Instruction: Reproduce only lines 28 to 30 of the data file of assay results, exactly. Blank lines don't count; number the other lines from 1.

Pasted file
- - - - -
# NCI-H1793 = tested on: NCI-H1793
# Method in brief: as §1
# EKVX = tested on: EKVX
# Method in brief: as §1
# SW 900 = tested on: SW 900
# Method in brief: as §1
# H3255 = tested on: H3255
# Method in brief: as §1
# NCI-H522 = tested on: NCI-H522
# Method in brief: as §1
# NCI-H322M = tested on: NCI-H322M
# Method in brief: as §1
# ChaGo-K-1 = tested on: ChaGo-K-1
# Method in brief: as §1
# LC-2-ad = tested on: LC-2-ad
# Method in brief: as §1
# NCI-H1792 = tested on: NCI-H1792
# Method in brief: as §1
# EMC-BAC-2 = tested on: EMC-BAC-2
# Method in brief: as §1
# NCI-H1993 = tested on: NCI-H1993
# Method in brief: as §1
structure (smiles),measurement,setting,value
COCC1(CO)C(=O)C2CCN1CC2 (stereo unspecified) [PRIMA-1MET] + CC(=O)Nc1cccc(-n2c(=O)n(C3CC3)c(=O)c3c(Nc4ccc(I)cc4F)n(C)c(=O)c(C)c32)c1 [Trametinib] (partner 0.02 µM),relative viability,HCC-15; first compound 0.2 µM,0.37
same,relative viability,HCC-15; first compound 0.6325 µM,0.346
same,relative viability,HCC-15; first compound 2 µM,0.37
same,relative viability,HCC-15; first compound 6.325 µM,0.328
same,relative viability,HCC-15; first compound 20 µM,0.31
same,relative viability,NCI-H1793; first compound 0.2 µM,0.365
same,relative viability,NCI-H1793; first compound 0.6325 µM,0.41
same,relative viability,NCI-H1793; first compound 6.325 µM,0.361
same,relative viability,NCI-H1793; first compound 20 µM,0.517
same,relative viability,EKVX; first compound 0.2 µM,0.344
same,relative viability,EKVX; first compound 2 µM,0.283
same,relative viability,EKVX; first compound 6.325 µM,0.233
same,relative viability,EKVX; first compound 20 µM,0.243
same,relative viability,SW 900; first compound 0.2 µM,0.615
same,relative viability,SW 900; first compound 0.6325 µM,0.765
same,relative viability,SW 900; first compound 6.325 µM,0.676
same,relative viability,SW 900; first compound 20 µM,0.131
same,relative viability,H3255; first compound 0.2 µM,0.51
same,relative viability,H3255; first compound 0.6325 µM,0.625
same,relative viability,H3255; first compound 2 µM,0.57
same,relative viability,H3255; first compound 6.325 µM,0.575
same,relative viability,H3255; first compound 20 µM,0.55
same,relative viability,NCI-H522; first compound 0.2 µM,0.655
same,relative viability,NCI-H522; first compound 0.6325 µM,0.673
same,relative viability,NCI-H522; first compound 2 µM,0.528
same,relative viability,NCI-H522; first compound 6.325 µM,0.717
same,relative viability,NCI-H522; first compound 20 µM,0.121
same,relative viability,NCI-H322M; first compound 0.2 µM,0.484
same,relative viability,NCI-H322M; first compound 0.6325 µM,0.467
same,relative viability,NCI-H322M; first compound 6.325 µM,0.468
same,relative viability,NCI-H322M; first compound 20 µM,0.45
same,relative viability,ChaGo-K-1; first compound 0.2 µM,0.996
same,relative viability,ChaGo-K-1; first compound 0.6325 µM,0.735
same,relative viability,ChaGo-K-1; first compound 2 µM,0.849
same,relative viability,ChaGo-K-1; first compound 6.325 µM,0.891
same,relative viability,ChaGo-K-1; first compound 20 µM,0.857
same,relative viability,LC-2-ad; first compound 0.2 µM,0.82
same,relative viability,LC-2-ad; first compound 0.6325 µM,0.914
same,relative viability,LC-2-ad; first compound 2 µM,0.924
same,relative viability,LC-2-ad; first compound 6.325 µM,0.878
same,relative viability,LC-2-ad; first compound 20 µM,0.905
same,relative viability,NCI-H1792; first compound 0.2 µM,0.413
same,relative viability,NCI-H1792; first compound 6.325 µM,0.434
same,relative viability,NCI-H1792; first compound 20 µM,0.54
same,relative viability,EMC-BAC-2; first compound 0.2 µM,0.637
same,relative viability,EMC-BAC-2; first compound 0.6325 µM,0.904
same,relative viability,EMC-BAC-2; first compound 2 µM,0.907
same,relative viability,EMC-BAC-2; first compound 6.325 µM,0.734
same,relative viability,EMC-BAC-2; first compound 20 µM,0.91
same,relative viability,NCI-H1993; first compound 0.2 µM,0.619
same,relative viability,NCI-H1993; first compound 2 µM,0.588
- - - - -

same,relative viability,HCC-15; first compound 20 µM,0.31
same,relative viability,NCI-H1793; first compound 0.2 µM,0.365
same,relative viability,NCI-H1793; first compound 0.6325 µM,0.41